But not everyone feels the way I do.


“As someone who is 47 years old and has been around since way before Pride became commercialized and mainstream, I will say that its evolution is good in a way,” says Justin Elliott, a San Francisco resident. “It makes more and more young people comfortable with the LGBTQ community, which in the long run will make society more accepting of all colors of the rainbow.”

The profit often goes somewhere useful, too. For 2021: Levi’s Pride collection webpage says it makes “an annual donation” of an unspecified amount to OutRight Action International. Reebok is donating $75,000 from its Pride collection to the Sylvia Rivera Law Project. H&M promised $100,000 to the United Nations Free & Equal campaign. Stoli’s Harvey Milk-themed Pride label has an undisclosed amount of proceeds going to the Harvey Milk Foundation. GAP promised $50,000 from its Pride apparel to go to GLAAD. Nike — with a 2021 “Be True” Pride collection — has told numerous media outlets that it has donated $625,000 to LGBTQ causes in 2021.

According to Fossil, 100 percent of the proceeds from this year’s Pride watch casings and wristbands will go to The Trevor Project through the end of June, with a minimum donation of $25,000. Its subsidiary, Skagen Denmark, likewise created a 2021 Pride watch with a minimum donation of $25,000 going to InterPride. It’s worth noting, however, the aforementioned brands avoided disclosing the total profit generated through the sale of these collections or what their tax write-offs were.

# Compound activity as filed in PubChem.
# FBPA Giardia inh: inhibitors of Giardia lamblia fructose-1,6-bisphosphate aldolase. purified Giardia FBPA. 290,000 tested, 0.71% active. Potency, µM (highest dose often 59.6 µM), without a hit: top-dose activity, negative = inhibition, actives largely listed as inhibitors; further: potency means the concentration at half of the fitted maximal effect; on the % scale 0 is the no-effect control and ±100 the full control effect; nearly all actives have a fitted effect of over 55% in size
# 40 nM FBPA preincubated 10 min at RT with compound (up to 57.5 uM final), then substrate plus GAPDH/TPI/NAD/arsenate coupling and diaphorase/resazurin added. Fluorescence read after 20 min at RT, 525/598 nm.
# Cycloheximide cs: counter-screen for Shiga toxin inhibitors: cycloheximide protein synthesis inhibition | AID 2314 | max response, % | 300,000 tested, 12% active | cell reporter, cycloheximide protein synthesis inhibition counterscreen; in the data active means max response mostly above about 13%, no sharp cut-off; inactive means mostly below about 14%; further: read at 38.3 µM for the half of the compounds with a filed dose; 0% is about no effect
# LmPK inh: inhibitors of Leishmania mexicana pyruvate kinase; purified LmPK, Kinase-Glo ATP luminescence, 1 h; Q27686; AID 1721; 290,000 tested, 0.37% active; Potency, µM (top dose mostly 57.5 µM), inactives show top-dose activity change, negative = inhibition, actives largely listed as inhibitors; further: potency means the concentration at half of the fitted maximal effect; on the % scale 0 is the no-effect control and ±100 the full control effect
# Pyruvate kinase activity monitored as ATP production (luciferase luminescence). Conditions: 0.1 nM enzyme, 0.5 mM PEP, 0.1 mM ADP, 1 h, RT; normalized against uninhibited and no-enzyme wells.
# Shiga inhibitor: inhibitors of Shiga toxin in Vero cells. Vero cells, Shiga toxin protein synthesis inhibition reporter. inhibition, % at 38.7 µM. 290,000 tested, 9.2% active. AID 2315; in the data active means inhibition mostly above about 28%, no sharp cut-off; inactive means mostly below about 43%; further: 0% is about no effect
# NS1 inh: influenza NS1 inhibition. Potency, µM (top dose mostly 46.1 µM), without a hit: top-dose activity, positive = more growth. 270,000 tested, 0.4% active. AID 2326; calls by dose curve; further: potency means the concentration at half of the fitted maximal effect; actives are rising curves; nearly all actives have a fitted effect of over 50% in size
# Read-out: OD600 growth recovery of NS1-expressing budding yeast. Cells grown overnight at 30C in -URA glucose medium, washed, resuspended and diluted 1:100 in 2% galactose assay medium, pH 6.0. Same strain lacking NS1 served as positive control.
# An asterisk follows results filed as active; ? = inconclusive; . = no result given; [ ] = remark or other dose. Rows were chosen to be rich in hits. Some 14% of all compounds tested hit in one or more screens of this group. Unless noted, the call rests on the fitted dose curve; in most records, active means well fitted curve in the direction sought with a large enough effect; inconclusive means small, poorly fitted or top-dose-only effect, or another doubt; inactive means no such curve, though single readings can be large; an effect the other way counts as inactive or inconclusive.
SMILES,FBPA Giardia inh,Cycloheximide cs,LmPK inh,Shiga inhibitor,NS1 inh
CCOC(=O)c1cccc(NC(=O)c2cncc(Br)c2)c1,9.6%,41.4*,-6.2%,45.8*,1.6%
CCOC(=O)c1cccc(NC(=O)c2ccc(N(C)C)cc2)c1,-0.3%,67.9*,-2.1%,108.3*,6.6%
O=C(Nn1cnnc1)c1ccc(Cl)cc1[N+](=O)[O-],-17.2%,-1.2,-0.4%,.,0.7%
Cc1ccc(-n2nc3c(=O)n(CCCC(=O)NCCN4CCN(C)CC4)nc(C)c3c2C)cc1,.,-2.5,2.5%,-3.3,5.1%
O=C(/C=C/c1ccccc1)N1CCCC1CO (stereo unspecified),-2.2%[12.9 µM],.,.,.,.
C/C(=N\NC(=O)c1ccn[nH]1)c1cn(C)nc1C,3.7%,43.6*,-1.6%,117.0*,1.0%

Chances are they’re collecting a pretty penny, but at least we know some money goes to a good cause and that’s not always the case. American Airlines, for example, launched its annual Pride campaign with 23 “must-watch movie hits to celebrate the LGBTQ community” onboard its flights. When the company recently switched its Twitter profile to an airplane and LGBTQ rainbow, critics shared some notes.

“What a fun Pride display! But what’s not fun is that American Airlines donated $46,617 to Mitch McConnell’s 2020 campaign — while he was actively blocking the Equality Act from becoming law,” Rep. Pramila Jayapal, D-Wash., wrote in a tweet.

I asked some companies about their stance on putting rainbows on Pride products. My specific question was: How do you feel about your company’s apparel and merchandise participation in Pride campaigns, with or without donations or connection to the LGBTQ community?

Reebok spokesperson Brianna Bostick told me in an email that the company cared not just about donations but also education. She noted Reebok’s LGBTQ employeee group has been “working to educate themselves and others year-round about the community and culture through hosting panel conversations and events, sharing resources, and continuously thinking about how to activate knowing the importance of involvement and speaking up for others whenever possible.”

While reporting this story, several gay friends told me the LGBTQ community worked hard for companies and society writ large to become more accepting and inclusive, and that chastising them would only discourage their participation. I agree with this sentiment, but I believe it’s important that we continue to hold these companies accountable, and in the case of Reebok, Nike, Levi’s, and other high profile brands we can. When it comes to the ever-expanding landscape of faceless social media commerce, however, it’s a different story.